A friend on another list writes:
=====================I've got a little problem here, and I'm open to suggestions. I
yellow jacket nest that needs to be dealt with. The little SOBs
me twice before I found the nest. They are in a concrete block
on the side of my property, and they come and go through a tiny
in the side of one of the blocks. If they were in the ground, or
the hole was in the top of the wall, I would pour a cup of
down the hole and be done with it. Since the hole is in the side
the wall, there is no way to pour anything down it. They
have to go. I will be ordering 3 tones of hay soon, and right
is where it will be unloaded and stacked. The little buggers
sting heck out of everyone concerned!
How to handle this?
Christopher A. Young
You can\'t shout down a troll.
You might try getting one of those powerful water guns and mix Dawn into
the water. Much safer than gas.
Disclaimer: I know for sure it works on wasps.....yellow jackets???,,,It
would be worth a try from me but YMMV! :)
Wait till nightfall and put the nozzle of one of these cans into the crack
and have at it. When done (?!) seal the hole with something pliable like
silicone caulk. The fumes as well as the liquid should finish them off.
If the tiny hole is their only access, then the solution is easy. Wait until
a few hours after darkness sets in, and they're inactive. You will be able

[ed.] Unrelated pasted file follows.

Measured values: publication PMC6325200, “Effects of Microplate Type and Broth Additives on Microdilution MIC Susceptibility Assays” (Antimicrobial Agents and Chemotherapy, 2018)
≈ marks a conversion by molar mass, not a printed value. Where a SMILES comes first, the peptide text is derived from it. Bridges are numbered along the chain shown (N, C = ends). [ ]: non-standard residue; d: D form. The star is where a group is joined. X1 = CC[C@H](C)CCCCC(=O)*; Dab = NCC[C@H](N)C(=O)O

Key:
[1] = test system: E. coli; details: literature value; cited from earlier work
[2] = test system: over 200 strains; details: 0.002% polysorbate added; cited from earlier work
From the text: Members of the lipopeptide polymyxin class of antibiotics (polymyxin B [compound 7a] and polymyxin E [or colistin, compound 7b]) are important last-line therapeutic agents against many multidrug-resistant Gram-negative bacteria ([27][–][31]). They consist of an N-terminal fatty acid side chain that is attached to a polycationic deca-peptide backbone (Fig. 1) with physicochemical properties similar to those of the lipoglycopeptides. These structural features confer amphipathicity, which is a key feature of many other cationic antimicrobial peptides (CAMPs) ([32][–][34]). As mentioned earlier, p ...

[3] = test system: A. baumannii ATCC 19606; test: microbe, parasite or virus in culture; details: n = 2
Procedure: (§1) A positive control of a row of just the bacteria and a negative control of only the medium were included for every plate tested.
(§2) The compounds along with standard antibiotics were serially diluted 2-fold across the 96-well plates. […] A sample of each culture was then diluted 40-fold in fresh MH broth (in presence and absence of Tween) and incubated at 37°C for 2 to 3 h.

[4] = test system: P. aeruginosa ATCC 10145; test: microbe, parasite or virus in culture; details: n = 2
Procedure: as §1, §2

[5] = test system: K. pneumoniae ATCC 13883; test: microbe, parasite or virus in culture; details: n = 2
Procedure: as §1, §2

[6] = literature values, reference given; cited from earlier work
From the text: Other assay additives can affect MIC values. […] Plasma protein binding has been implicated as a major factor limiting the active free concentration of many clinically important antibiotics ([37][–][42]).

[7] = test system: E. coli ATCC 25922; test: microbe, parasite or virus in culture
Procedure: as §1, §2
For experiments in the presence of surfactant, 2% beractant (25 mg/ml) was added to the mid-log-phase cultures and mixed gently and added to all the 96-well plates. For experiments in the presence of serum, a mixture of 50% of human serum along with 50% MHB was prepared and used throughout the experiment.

to walk right up to the opening and quickly block the opening with caulk, or
polyurethane foam, etc. If there's no other way out, they will eventually
die. I've done this many times.
I would use the wasp spray and put a stream directly in the hole.
Give it a good shot to try to kill the nest. I did this last week and
2 shots killed nest in a bush.
I spray during the day and have never been bitten and I'm alergic
too! If in the ground, I'll make up a gallon of malathion and dump in
hole. Then seal the hole with chalk or whatever. Only time I've had
trouble eliminating nest is when they are in the siding corners and
have multiple entrances.
I had a tiny hole by my front door. I proped up the shop vac nozzle right at the
hole and turned it on. Plunk, plunk, plunk. Yellowjacket sucked down the vac
hose as they exit or try to enter the nest. I let it run a couple hours, then
plugged the hole with cault. Problem solved. A little spritz of insecticide into
the vac nozzle imediately after I turned it off, and plug the hose with a rag
took care of any survivors.
HomeOwnersHub.com is a website for homeowners and building and maintenance pros. It is not affiliated with any of the manufacturers or service providers discussed here.
All logos and trade names are the property of their respective owners.